Schooling's mum insists swim trio were not drunk at Asian Games

Schooling's mum insists swim trio were not drunk at Asian Games
Singapore swimmer Joseph Schooling with his proud parents Colin and May at the Munhak Park Tae Hwan Aquatics Centre.

Last Wednesday, swim trio Joseph Schooling, Teo Zhen Ren and Roanne Ho received warning letters from the Singapore National Olympic Council (SNOC) for an incident that occurred at the Asian Games in Incheon, South Korea.

After an investigation, the trio were found to have left the Athletes' Village without permission on Sept 27, and the four-member panel cited the athletes for infringing the code of conduct for Team Singapore athletes and officials at major Games.

In an e-mail to the media yesterday, May Schooling, mother of swim star Joseph, clarified that the swimmers were not drunk and did not misbehave in any way in the incident.

Media reports at the time stated that the 19-year-old and his teammates were "heavily in-toxicated" when returning to the village in the early hours, but May insisted that did not represent the "correct facts".

Addressing the incident point-bypoint, May revealed the three swimmers were hungry after the last day of the swimming programme.

They had just finished packing and decided to head out for food at 3am.

The three athletes went to a nearby food centre where Schooling was recognised by "some people".

They accepted a toast in his honour, after his gold-medal feat in the 100m butterfly final.

"They congratulated him (Joseph) and offered them a toast. Joseph told me that it was a whitish sweet drink, and out of courtesy, they accepted the drinks without realising what they were drinking," said May.

"Joseph and the rest of the swimmers did not think that anything would come out of this incident as they were not misbehaving themselves, except for coming back late.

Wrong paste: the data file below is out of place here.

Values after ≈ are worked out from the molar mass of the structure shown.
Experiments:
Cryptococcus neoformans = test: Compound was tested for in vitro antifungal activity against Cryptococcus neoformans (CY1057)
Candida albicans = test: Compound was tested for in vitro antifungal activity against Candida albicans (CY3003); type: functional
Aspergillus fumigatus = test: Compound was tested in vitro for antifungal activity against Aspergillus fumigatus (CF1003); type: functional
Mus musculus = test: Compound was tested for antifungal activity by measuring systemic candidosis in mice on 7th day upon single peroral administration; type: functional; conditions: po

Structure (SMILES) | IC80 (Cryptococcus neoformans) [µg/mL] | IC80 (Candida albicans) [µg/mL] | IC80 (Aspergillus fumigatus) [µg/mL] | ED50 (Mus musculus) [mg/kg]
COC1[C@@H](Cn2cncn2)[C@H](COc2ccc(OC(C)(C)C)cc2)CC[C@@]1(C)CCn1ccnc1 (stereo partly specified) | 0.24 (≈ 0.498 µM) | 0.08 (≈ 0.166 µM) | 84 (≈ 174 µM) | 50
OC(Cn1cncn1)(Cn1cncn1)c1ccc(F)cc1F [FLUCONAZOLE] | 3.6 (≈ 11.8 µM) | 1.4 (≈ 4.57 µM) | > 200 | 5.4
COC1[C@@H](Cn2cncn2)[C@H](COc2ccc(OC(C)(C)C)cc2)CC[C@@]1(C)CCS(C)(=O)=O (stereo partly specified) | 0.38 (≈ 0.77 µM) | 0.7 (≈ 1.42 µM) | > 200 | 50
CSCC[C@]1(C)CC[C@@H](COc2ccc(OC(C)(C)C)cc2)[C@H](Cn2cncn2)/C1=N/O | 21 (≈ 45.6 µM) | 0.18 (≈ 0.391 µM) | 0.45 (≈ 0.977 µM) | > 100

"They were definitely not drunk, intoxicated or went out drinking, as reported by the press!"

The 2014 Asian Games was held in Incheon from Sept 19 to Oct 4 and Joseph won the 100m fly, claimed a silver in the 50m fly and a bronze in the 200m fly.

He is aiming for gold at the 2016 Rio Olympic Games, and has been granted deferment from National Service until August 2016 to give him an uninterrupted period to train and compete in his bid to realise his dream.

The panel, comprising SNOC chairperson Jeffrey Beh; Yip Ren Kai from the SNOC Athletes Commission; chief medical officer for Team Singapore at the 2014 Asian Games Dr Lim Yii Hong and Jessie Phua, the Republic's chef de mission at the Games.

May maintained that the three athletes were not given preferential treatment, after no ban or fines were handed out.

"I believe that the panel did consider all reports from Korea and the Singapore contingent/team managers etc, and as the facts support no wrongdoing - other then they didn't ask for permission to go out - that's why only a warning was given to the swimmers."

She maintained that she was not simply siding with her son, insisting it was "not fair to have his records blemished by inaccurate reporting by the press".

She also wanted to set the record straight as the three swimmers involved are "very young and we should be looking after and helping them rather than destroying them at the start of their lives."

Her e-mail was endorsed by the SNOC, who issued a supporting letter yesterday.

Said secretary general Chris Chan: "The panel was convinced that there was no unruly behaviour from any of the three athletes all this while when they were out of the village, nor were they drunk as earlier alleged by the misinformed media.

"The panel decided that a letter of warning and a reminder not to repeat the breach to each of the said athletes would suffice, considering that all three athletes had good disciplinary records and had apologised sincerely for their breach of the code of conduct."

This article was first published on November 4, 2014.
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